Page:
The Congress failed to counter this. On the one hand, its spokespersons abused Hazare's core group as 'armchair fascists, overground Maoists, and closet anarchists funded by invisible donors' with foreign links. On the other hand, it opened talks with the group. Instead of fielding veterans and skilled crisis managers, it appointed lawyers (P Chidambaram, Kapil Sibal and Salman Khurshid) as negotiators. They took a technical, not political, approach, and failed.

The Congress waited far too long before bringing in an old warhorse like Pranab Mukherjee as its chief negotiator. Equally incomprehensibly, it didn't depute Maharashtra leaders like Vilasrao Deshmukh and Sushilkumar Shinde earlier to talk directly to Hazare while bypassing his hardline supporters. It didn't even convene an all-party meeting until August 24. Holding it, and Deshmukh's mediation, finally shifted the balance of forces against Team Anna and clinched the compromise.

Clearly, the Congress suffered because of Sonia Gandhi's illness and absence. Team Anna treated her with far greater deference than Dr Singh and would have been more amenable to her persuasion. This again exposes the leadership crisis in the party and the limitations of the bureaucratic approach that comes naturally to Dr Singh. The Congress must encourage a second, and a third, rung of leaders to emerge if it wants to avert similar crises.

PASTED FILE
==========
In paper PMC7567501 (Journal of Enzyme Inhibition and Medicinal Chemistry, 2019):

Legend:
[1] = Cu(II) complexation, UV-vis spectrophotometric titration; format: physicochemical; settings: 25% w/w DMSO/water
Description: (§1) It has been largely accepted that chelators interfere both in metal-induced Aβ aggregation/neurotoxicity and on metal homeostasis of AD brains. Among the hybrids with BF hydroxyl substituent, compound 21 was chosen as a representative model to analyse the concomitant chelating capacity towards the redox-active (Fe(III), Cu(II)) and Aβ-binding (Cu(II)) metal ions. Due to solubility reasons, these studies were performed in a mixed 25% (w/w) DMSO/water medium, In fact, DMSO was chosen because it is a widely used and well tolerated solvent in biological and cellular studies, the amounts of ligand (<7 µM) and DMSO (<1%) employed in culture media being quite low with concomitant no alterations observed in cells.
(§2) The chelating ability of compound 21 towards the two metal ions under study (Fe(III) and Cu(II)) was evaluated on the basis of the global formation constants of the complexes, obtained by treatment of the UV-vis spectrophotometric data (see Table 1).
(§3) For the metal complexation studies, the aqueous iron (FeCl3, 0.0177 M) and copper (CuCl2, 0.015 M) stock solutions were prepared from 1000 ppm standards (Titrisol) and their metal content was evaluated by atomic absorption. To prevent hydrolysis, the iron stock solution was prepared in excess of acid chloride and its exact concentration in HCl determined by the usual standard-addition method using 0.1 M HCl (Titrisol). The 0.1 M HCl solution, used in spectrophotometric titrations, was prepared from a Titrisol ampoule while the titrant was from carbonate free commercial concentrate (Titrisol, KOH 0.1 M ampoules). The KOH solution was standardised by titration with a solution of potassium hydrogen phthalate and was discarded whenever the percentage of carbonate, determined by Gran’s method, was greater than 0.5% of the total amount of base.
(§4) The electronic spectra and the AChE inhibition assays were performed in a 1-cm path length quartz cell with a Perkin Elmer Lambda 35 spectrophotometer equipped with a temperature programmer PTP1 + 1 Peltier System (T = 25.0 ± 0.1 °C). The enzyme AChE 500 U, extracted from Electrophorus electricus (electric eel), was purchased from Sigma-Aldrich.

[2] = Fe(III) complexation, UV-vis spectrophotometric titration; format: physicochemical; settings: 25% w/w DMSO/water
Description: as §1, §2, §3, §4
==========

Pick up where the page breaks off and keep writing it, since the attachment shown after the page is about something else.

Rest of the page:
Hazare threatens yet other crises in the near future on issues such as electoral reform, education, and land acquisition. One doesn't know how much comprehension he has of such complex issues. Going by his record in his own village, he doesn't give the impression of someone who is enlightened. Indeed, he remains mired in casteist prejudice and faith in authoritarian methods, such as tying people to trees and whipping them for consuming alcohol.

Hazare has been quoted as saying that it's in the order of nature that "every village should have one chamar, one sunar (goldsmith), one kumhar (potter), etc. They should all do their work according to their occupation." No wonder Dalits and OBCs distrust him. So should all democratically-minded people.

Hazare's philosophy is a naïve, crude and almost despotic form of low-minded Gandhianism. He can be manipulated by crafty people. The fact that he has a good equation with Vilasrao Deshmukh speaks volumes about his naivety.  

Hazare now intends to take up electoral reform, focused on the rights to reject and recall candidates. These are extremely difficult to implement in a continent-sized country. For instance, how many rounds of election should we have if all candidates are rejected? And given that three-fourths of our legislators are elected with less than 50 percent votes, what should be the threshold of signatures that triggers recall? It's far more relevant to take up election funding and the proportional representation system of electing lawmakers.

But will adamant Anna listen?

Praful Bidwai